The number one visited site in Québec boasts a working fort, a museum (visitors must be part of a group with reservations) and the highly popular Changing of the Guard. The origins of Québec's Citadelle go back as far as the War of 1812, when the Duke of Wellington ordered its construction in anticipation of renewed hostilities with US forces. Today, the 25-plus buildings that comprise the Citadelle make it one of the largest North American forts still occupied by troops. One-hour tours of the grounds are offered daily. Hours and ceremonies are seasonal.
One of Québec City's most famous landmarks, this historic building and hotel has hosted many notables, including Grace Kelly, Alfred Hitchcock, Prince Rainier, Winston Churchill and Franklin D. Roosevelt. In fact, several summit meetings between Churchill and Roosevelt were held here, resulting in strategies that helped the Allies win World War II. The 1908 castle-like structure can best be viewed from atop the Citadelle or the Levis Terrace. Worthwhile guided tours are available, led by guides dressed in period attire.
Located inside the city walls, this enormous compound boasts fortifications that date to 1712. Over the years, barracks and officers' quarters, a redoubt, an arsenal and a foundry were constructed in various sectors of the park – all in an effort to protect the St. Charles River. From the 1870s until just after WW II, the park served as one of Canada's most important munitions factories. Today, the park is open to patrons, who are free to tour the grounds, see the exhibits and stop by the visitor center, where they'll see a model of Québec City that dates from around 1808.
This is a must for anyone interested in Native American history. Originally built between 1807 and 1820 for the Huron-Wendat Grand Chief, Nicolas Vincent, the house today serves as a cultural interpretation centre. Inside, there are fascinating exhibits on the archaeology of the site and the history of the people, and visitors are invited to watch Huron-Wendat artisans as they create traditional pieces of moose hair embroidery, porcupine quill-work, pottery and basketry. Outside, the back yard features a traditional garden with medicinal plants and subsistence plants such as corn, beans and squash. Guided tours are available.
Part of a sprawling complex that also includes the Musée de la civilisation, Musée de l'Amérique française, and the Centre d'interprétation de Place-Royale, Maison Chevalier is an impressive structure originally built in 1752 for Jean-Baptiste Chevalier, a wealthy Québecois merchant. Today, the structure incorporates three adjacent circa 1675 buildings, making it a treat for the eyes architecturally. After you're done admiring the exterior, take a look at the interesting historical and cultural exhibits presented inside.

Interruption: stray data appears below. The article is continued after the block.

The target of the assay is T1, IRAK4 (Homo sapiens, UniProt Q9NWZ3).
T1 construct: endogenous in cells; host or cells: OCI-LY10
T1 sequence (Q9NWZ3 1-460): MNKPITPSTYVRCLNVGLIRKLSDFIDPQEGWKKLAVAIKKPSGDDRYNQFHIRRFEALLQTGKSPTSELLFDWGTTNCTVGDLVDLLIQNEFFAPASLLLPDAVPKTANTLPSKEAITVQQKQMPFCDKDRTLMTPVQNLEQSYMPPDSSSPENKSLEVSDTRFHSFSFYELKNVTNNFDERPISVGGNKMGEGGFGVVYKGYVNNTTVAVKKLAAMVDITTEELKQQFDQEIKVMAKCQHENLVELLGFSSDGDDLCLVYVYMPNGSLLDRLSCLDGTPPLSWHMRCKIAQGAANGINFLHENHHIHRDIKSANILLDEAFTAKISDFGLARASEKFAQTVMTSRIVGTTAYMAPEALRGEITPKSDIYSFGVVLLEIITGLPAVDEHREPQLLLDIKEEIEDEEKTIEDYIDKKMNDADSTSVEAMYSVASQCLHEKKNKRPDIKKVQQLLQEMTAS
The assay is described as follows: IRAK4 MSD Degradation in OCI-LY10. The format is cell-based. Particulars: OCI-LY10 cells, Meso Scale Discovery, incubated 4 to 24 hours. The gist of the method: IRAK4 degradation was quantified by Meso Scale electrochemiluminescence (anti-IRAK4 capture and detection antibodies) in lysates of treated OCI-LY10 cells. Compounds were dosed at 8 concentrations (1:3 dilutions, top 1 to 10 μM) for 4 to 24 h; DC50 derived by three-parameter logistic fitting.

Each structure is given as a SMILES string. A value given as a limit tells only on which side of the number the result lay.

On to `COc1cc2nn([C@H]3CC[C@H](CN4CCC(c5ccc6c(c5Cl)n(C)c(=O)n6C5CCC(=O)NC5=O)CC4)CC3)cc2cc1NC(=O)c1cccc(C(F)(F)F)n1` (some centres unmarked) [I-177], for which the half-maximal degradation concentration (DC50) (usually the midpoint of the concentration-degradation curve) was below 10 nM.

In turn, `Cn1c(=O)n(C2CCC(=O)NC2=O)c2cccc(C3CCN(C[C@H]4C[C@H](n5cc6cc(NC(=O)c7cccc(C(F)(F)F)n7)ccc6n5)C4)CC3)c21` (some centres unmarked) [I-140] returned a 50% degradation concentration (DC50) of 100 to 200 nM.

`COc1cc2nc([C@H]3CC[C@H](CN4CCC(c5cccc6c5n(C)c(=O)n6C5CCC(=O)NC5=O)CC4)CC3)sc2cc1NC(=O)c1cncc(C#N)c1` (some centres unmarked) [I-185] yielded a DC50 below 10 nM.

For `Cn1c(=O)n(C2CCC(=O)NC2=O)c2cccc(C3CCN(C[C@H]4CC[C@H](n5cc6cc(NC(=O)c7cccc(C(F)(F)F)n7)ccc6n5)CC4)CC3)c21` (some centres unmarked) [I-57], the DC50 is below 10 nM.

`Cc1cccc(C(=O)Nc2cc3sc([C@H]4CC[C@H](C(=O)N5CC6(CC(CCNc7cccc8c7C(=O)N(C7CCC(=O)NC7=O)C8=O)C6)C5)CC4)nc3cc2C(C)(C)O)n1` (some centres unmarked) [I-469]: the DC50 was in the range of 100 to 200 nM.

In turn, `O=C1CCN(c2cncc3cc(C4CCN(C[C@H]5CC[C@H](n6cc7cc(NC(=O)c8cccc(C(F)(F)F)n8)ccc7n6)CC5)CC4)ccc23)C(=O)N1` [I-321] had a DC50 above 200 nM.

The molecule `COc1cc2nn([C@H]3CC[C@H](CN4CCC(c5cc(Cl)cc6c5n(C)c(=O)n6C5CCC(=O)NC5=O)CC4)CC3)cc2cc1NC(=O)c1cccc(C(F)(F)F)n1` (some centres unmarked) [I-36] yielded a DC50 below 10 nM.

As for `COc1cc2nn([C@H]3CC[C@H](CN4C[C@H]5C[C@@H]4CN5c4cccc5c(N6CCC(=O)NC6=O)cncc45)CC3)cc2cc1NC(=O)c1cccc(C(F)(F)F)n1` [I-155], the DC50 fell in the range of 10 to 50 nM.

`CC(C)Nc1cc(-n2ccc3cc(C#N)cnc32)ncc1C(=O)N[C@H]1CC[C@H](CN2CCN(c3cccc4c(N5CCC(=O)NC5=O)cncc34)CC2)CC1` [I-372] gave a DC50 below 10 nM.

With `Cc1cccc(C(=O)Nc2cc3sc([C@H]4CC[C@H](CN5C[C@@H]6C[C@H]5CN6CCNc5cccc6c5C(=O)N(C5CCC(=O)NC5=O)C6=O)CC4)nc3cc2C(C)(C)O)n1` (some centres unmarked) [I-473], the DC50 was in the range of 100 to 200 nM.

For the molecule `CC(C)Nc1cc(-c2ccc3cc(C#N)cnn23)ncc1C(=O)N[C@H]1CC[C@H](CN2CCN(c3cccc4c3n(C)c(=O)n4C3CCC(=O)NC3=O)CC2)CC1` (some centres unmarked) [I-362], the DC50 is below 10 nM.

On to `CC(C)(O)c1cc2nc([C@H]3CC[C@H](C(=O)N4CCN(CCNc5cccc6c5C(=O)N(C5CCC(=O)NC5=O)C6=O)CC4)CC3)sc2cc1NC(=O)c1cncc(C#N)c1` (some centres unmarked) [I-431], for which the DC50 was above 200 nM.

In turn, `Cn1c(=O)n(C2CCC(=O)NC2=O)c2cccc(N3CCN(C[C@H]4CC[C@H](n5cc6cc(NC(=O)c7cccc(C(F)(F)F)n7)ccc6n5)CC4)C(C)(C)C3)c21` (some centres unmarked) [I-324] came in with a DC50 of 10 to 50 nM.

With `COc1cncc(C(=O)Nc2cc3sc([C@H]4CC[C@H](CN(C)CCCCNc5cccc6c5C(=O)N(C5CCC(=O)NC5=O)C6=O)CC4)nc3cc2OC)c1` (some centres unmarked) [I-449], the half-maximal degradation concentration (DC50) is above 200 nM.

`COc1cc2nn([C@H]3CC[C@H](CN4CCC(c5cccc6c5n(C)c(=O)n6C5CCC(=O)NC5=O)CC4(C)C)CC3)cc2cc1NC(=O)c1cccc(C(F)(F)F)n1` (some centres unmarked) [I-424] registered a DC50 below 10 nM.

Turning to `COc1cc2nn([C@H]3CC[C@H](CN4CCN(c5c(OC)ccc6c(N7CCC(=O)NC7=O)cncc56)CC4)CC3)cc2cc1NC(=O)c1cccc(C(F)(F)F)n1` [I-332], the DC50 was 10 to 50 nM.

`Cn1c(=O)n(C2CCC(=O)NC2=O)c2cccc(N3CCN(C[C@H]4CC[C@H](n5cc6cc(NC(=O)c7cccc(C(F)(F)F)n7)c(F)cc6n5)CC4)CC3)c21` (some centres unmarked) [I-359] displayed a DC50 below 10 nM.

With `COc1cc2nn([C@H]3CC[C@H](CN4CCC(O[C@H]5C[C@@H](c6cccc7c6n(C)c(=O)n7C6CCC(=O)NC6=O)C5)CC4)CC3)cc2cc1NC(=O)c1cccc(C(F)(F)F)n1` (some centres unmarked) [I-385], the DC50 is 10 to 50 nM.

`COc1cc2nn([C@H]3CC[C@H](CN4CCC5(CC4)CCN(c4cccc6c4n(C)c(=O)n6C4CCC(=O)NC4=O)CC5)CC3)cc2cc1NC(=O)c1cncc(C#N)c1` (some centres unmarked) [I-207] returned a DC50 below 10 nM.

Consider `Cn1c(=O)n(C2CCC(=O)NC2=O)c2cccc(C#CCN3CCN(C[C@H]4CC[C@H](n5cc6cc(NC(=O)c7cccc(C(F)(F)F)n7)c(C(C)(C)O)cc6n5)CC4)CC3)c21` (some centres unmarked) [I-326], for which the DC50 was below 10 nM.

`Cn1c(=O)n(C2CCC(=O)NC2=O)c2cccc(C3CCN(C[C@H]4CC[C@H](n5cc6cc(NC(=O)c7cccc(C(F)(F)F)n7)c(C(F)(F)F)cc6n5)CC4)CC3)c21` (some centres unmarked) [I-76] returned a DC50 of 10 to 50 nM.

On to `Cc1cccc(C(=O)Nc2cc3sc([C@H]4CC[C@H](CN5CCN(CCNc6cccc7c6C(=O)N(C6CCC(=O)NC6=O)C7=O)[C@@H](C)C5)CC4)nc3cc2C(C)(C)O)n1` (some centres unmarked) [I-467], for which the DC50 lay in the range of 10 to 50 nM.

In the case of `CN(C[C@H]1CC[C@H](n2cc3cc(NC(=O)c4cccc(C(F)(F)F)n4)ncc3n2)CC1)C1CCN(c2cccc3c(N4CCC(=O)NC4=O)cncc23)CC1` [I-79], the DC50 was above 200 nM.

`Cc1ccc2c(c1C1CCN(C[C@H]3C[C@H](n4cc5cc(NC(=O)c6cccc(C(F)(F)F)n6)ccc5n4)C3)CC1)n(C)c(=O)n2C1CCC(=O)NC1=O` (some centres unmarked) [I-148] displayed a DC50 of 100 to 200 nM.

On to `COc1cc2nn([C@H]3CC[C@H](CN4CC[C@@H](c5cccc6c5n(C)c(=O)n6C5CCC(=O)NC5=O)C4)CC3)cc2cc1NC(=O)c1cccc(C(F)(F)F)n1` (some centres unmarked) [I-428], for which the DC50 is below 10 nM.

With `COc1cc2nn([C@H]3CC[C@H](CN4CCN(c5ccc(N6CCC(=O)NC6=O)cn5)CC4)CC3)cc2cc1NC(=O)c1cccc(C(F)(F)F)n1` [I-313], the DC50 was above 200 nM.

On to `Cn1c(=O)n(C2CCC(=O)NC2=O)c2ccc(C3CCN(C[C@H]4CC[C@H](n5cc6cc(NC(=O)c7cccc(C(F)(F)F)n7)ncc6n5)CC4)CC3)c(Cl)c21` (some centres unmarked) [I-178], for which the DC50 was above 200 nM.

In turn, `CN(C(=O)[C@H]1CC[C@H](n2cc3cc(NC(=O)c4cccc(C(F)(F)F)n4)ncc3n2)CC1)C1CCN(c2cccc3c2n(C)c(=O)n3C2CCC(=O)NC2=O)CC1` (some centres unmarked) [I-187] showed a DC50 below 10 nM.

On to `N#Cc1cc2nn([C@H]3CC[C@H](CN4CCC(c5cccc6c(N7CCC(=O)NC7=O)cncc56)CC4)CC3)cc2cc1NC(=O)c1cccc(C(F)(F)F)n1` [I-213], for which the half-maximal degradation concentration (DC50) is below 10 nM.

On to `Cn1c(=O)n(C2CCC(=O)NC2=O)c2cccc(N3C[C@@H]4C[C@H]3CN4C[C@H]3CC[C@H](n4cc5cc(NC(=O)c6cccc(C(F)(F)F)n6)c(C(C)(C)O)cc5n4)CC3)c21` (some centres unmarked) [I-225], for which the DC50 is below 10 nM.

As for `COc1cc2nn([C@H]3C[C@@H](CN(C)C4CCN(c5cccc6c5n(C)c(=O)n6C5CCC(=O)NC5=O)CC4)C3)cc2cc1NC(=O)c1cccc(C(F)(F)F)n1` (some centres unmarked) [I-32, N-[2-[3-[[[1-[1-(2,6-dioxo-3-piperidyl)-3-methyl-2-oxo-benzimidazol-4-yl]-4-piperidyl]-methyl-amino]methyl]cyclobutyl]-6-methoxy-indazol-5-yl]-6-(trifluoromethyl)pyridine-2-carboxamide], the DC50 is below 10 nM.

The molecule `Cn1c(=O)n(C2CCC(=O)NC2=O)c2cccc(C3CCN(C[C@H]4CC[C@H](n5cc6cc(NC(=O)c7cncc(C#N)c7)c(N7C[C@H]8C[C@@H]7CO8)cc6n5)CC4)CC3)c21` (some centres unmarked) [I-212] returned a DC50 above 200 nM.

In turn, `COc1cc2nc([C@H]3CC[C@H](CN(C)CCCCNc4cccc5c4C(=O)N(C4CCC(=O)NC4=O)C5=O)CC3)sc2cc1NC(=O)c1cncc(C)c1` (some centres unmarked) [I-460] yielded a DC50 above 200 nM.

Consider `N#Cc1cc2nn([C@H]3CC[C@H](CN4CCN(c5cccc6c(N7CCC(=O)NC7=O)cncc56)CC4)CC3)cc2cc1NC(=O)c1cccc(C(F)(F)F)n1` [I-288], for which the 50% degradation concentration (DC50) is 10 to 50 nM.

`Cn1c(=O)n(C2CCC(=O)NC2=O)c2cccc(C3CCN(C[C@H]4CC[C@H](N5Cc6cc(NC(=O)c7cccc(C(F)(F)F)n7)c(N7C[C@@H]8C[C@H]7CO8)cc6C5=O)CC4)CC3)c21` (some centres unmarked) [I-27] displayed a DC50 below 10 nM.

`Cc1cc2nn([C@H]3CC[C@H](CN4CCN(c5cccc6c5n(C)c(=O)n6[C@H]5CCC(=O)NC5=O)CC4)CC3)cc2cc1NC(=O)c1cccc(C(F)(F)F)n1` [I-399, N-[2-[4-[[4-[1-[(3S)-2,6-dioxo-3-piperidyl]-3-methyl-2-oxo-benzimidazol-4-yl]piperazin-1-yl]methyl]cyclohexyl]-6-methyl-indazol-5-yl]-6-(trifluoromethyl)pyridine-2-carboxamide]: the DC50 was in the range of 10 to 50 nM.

Typical of the 18th century, this restored farmhouse was occupied as such until the 1980s when it was taken over and restored by the Société historique de Charlesbourg. Inside you'll find a number of interesting exhibits on life on a farm in the early days. Open Tuesday and Thursday, and by appointment.
In the early days, Québec had earthen walls. But in 1832, the British erected solid stone ones as a defense against American attack. Today, it's the only walled city in North America, which earned it a UNESCO World Heritage Site designation in 1985. The interpretation centre has in-depth historical exhibits and a path, complete with interpretive signs, follows the walls making a self-guided tour easy and informative. Alternatively, there are two different 90-minute guided tours, which start at the Kiosk Frontenac on Dufferin Terrace and at the Interpretation Centre at 100 St-Louis Street. Call ahead for the schedule.
Built in 1862, this is the former home of François-Xavier Garneau, the first to write a complete a history of Canada. The home is filled with Victorian furnishings, but there's also a magnificent rare book collection and an antique decorated Christmas tree. Several artifacts from the shipwrecked steamer, the Empress of Ireland, are on display here, as well.
Built in 1877 and 1886, this grand building houses the National Assembly, where 125 members of Québec's Parliament spend their time. Built in the Second Empire style, the building is a center of government, history and culture. Twenty-two bronze statues honoring important Québecois dignitaries adorn the front of the building. A lovely fountain honoring the area's first occupants (the Amerindians) graces the main entrance. Guides lead visitors through the National Assembly Chamber where Parliamentary debates occur, and they also show guests the Legislative Council Room and Speaker's Gallery. Plan for your tour to take about 30 minutes. Tours are offered in both English and French.
If you plan to visit Beauport, this is a great place to start. The circa-1800 stone house is at the center of the historic district, and today it houses the Société d'art et d'histoire de Beauport's exhibits about the city's cultural and architectural heritage.